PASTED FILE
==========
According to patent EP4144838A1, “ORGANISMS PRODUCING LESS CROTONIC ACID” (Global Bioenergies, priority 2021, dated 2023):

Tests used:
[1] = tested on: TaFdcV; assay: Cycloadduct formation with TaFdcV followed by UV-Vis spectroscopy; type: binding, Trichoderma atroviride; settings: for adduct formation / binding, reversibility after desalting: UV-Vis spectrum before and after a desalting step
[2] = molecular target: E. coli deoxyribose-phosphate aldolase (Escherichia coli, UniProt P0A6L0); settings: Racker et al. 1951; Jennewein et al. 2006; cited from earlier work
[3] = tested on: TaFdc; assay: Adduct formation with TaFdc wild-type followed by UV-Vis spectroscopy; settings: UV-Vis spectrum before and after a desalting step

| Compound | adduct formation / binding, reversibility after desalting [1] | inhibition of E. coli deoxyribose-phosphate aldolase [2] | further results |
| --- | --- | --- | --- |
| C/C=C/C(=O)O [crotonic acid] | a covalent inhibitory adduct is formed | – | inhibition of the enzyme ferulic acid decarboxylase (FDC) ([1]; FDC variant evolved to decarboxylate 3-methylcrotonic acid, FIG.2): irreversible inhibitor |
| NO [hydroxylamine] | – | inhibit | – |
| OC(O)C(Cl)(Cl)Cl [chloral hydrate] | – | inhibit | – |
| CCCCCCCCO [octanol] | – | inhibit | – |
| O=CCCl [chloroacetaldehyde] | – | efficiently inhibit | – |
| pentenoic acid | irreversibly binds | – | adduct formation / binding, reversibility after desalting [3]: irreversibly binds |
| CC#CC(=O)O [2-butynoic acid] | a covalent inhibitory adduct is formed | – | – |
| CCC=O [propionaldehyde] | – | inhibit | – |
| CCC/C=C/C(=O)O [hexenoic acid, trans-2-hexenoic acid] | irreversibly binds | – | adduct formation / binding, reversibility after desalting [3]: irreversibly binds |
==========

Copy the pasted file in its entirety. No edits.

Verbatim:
According to patent EP4144838A1, “ORGANISMS PRODUCING LESS CROTONIC ACID” (Global Bioenergies, priority 2021, dated 2023):

Tests used:
[1] = tested on: TaFdcV; assay: Cycloadduct formation with TaFdcV followed by UV-Vis spectroscopy; type: binding, Trichoderma atroviride; settings: for adduct formation / binding, reversibility after desalting: UV-Vis spectrum before and after a desalting step
[2] = molecular target: E. coli deoxyribose-phosphate aldolase (Escherichia coli, UniProt P0A6L0); settings: Racker et al. 1951; Jennewein et al. 2006; cited from earlier work
[3] = tested on: TaFdc; assay: Adduct formation with TaFdc wild-type followed by UV-Vis spectroscopy; settings: UV-Vis spectrum before and after a desalting step

| Compound | adduct formation / binding, reversibility after desalting [1] | inhibition of E. coli deoxyribose-phosphate aldolase [2] | further results |
| --- | --- | --- | --- |
| C/C=C/C(=O)O [crotonic acid] | a covalent inhibitory adduct is formed | – | inhibition of the enzyme ferulic acid decarboxylase (FDC) ([1]; FDC variant evolved to decarboxylate 3-methylcrotonic acid, FIG.2): irreversible inhibitor |
| NO [hydroxylamine] | – | inhibit | – |
| OC(O)C(Cl)(Cl)Cl [chloral hydrate] | – | inhibit | – |
| CCCCCCCCO [octanol] | – | inhibit | – |
| O=CCCl [chloroacetaldehyde] | – | efficiently inhibit | – |
| pentenoic acid | irreversibly binds | – | adduct formation / binding, reversibility after desalting [3]: irreversibly binds |
| CC#CC(=O)O [2-butynoic acid] | a covalent inhibitory adduct is formed | – | – |
| CCC=O [propionaldehyde] | – | inhibit | – |
| CCC/C=C/C(=O)O [hexenoic acid, trans-2-hexenoic acid] | irreversibly binds | – | adduct formation / binding, reversibility after desalting [3]: irreversibly binds |